Last year, during a large formation takeoff, one member of our group experienced an abort. Some aircraft were airborne, some were on takeoff roll, some were still sitting on the runway.  Think a little bit about this scenario. Without being able to look behind him, Lead couldn't tell how many airborne Mooneys he had. Aircraft sitting on the runway, unless they were next up, couldn't see what had caused the abort. ATC wasn't sure what to make of the situation and they were now trying to control Mooneys in the air, a Mooney taxiing off the runway, and Mooneys on the runway but already in receipt of takeoff clearance. Within moments, the radios became heavily congested greatly adding to the confusion. People were talking on Mooney common frequency, ATC was demanding answers on tower frequency, and Lead was trying to direct the formation for airborne aircraft as well as ground aircraft. Radio discipline is important. 

Radio discipline is a skill that should be practiced so that when a situation arises that absolutely requires it, we are ready. That's not to say that followers (aka, wingmen and element leads) should not speak up. If something makes you uncomfortable, you need to say something.  If it's an immediate safety situation, then that call should be made ASAP -- on the radio.  Anyone can always call a “knock it off.”  But make these calls as per SOP, and as briefed. Worse than no call is a confusing, stress-creating call that just alarms everyone without communicating information or enhancing situational awareness.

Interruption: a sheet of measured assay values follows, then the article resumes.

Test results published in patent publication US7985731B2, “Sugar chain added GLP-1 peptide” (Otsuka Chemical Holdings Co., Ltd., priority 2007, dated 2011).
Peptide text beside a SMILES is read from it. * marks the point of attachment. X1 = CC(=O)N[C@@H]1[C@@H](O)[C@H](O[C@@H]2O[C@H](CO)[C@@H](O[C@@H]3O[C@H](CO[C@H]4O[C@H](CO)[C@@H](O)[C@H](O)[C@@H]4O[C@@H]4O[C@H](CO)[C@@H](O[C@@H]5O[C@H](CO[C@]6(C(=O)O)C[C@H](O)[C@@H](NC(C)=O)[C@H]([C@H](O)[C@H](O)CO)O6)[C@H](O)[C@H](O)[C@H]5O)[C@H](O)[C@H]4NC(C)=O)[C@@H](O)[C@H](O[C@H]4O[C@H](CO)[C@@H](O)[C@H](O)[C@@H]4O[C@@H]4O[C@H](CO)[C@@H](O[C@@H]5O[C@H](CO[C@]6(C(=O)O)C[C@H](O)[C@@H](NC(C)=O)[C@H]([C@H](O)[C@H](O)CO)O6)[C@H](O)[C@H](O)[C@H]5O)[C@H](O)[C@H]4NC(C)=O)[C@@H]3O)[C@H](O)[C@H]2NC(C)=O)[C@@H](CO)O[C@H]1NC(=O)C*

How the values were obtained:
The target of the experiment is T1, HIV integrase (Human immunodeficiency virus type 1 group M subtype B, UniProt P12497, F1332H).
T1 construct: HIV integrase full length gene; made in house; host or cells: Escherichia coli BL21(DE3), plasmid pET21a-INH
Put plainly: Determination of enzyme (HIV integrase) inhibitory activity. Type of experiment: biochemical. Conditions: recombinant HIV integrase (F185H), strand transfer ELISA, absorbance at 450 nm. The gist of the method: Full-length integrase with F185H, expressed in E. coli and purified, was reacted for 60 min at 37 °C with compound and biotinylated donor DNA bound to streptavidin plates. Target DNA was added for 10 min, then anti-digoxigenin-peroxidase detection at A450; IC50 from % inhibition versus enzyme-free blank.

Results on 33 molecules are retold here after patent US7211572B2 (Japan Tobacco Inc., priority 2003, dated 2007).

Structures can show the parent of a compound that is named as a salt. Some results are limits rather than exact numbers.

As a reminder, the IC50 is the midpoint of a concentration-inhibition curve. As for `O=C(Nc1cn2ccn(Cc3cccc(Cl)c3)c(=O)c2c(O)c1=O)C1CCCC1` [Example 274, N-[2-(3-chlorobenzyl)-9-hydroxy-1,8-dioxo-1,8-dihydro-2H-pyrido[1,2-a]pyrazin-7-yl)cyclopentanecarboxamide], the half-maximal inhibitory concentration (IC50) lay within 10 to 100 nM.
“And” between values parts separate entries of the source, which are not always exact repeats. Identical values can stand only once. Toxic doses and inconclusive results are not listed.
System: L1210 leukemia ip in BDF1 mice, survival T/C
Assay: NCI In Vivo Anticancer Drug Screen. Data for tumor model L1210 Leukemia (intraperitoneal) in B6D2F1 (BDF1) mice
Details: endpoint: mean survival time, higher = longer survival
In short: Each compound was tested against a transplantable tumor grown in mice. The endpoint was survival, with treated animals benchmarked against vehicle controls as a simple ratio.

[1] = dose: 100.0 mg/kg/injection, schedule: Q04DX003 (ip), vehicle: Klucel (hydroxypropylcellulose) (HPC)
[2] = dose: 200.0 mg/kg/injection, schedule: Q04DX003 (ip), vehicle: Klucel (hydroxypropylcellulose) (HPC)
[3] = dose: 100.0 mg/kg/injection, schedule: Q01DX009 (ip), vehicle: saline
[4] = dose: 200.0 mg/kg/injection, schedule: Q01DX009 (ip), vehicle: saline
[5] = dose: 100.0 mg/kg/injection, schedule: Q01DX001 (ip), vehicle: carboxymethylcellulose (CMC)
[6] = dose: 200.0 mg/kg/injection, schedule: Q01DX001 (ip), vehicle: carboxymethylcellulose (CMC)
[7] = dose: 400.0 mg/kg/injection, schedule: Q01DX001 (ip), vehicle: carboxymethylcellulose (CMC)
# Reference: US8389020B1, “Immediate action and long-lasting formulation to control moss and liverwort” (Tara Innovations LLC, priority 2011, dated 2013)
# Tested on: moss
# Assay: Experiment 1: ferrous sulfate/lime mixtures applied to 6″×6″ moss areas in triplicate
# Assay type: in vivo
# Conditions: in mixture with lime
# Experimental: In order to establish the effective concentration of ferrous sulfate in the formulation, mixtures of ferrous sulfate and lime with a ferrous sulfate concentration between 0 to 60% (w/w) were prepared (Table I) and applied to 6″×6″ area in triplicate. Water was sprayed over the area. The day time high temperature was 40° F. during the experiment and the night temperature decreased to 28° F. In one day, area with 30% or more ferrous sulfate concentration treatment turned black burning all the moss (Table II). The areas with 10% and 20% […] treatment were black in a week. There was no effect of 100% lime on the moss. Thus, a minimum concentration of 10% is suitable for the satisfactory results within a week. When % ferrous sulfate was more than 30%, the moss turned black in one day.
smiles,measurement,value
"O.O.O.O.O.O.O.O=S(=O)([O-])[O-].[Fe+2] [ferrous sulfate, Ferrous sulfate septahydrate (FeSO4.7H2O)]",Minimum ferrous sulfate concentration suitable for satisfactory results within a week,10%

If you don't understand something in the briefing, you need to speak up -- preferably in the briefing. If you see an unsafe situation developing, you need to bring it to the attention of others. We're all in this together. We ought to study and know how to make radio calls while in formation, but perhaps equally important, we need to know how and when NOT to say it on the radio so that our use of the radios will enhance safety rather than detract from it.  The more we practice, the safer we become.

Too much radio chatter leads to pilot overload.

Crew Resource Management

posted May 22, 2018, 9:19 AM by Ashley and Maria Neboschick

Crew Resource Management (CRM), aka Cockpit Resource Management (please stifle your yawns!), has been around aviation training circles since the 1970s.  The goal of CRM training is to enhance communication and teamwork in order to make flying a more safer endeavor.  As with most things in aviation, the concept and the need for training grew out of the lessons learned of several fatal accidents.

As Mooney Formaters, we don't have "crews" per se, but we do have resources that can be put to good use to minimize the chance of accidents or incidents. Use of resources beyond those of just the pilot in command can enhance situational awareness, reduce the stress of both pilot and passengers, help the pilot to avoid becoming saturated during intense moments, and of course, enhance safety for all involved.